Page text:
We have come to a place where these assumptions are being tested against reality, if not in our universities and think tanks. Reality is that turbulent region our thoughts visit seldom and briefly, like Baedeker tourists eager to glimpse the sights that will confirm their expectations and put them on shared conversational ground with decades of fellow tourists. We leave trash on Mount Everest, we drop trash in the sea, and reality goes on with its life, reacting to our depredations as it must while ages pass, continents clash, and infernos boil over. It is true that our carelessness affects the world adversely, and it is also true that the world can fetch autochthonous surprises up out of its fiery belly. The metaphor is meant to suggest that we are poor observers, rarely seeing more than we intend to see. Our expectations are received, and therefore static, which makes it certain that they will be like nothing in reality. Still, we bring our expectations with us, and we take them home with us again, reinforced.
Historical time also has a fiery belly and a capacity for devastating eruptions. It has equivalents for drought and desert, for glaciation. Its atmosphere can dim and sicken. Any reader of history knows this. If the changes that occur in the past are substantially the result of human activity, they nevertheless rarely reflect human intention, at least when they are viewed in retrospect. They seem always to elude human notice until they are irreversible, overwhelming.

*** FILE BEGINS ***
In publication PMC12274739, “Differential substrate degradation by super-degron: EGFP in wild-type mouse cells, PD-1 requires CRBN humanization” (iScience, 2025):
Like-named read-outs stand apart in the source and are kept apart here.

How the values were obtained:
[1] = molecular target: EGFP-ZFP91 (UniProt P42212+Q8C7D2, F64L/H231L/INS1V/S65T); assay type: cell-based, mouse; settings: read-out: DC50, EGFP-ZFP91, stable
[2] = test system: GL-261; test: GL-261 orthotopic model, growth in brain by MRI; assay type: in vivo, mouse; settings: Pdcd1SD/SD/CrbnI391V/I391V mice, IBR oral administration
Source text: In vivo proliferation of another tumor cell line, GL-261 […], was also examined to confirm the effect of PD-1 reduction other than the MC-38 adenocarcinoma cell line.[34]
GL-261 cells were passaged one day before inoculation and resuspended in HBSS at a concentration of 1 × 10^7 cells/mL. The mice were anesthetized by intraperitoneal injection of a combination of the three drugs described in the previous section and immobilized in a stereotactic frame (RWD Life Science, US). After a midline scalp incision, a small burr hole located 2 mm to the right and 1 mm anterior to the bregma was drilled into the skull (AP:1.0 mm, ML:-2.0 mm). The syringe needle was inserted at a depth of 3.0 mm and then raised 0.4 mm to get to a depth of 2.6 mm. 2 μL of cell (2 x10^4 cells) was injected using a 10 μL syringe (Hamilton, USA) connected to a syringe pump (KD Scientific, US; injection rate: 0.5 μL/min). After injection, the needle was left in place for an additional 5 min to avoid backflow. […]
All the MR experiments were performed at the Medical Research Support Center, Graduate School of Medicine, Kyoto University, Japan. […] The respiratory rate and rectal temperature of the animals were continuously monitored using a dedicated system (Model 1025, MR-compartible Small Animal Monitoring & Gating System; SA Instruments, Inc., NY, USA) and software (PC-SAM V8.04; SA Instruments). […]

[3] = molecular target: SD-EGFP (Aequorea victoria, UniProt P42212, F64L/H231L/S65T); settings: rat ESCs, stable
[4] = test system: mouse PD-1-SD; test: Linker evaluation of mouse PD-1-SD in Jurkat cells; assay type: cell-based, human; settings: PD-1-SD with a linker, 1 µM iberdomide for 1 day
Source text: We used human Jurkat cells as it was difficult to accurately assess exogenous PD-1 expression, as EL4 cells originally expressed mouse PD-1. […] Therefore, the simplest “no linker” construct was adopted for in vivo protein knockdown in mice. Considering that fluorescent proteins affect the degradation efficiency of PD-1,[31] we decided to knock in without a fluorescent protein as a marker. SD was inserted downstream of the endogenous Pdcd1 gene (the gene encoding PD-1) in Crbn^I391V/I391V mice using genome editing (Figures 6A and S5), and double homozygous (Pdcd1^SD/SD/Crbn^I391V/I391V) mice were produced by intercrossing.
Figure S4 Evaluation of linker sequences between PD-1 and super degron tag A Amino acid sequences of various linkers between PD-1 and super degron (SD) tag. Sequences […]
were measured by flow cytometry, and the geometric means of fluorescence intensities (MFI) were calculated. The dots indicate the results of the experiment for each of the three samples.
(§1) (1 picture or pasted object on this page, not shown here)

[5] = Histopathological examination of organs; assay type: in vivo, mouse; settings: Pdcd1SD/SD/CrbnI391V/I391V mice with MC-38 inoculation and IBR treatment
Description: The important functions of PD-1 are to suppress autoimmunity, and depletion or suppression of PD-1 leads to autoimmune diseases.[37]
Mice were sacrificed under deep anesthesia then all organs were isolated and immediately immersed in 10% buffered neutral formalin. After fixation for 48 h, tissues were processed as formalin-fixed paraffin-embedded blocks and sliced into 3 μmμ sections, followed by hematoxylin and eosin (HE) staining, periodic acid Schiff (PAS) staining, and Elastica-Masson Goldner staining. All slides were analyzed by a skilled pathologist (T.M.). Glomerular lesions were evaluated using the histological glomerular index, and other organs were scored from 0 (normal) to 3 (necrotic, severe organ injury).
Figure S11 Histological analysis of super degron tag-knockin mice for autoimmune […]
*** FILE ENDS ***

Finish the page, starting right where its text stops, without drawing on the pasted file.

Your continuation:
Western civilization once had a significant place among world cultures in articulating a sense of vastness and richness through its painting, poetry, music, architecture, and philosophy. Then, rather suddenly, this great, ancient project was discountenanced altogether. The sacred was declared a meaningless category, a name for something compounded of fear, hope, and ignorance, the forgivable error of an earlier age that was configured around certain ancient tales and ceremonies. That it yielded works of extraordinary beauty and profundity was acknowledged fulsomely in modernist nostalgia, whose exponents saw themselves as the victims of the transformations they had announced, and, to a considerable degree, created. Grand-scale change was imminent and inevitable, of course. Empires were falling, technology was rising. Whether the new age needed to bring with it this mawkish gloom is another question.
I propose that the thought we call modern was by no means robust and coherent enough intellectually to discredit metaphysics or theology, though it did discredit them. To account for this I would suggest that modernism’s appeal to the upper strata of culture was the way that it closed questions rather than opening them. Modernism’s nostalgias made it resistant to reform, and excused it from giving a rational defense for that resistance. It created the narrative of a breach with the European past by ignoring European history. After the horrors of the First World War, Europe seems to have comforted itself by arming for the Second World War. That is to say, humankind has always given itself occasions for grief and despair, and has seldom made better use of them than to store up grudges and provocations to prepare the next occasion.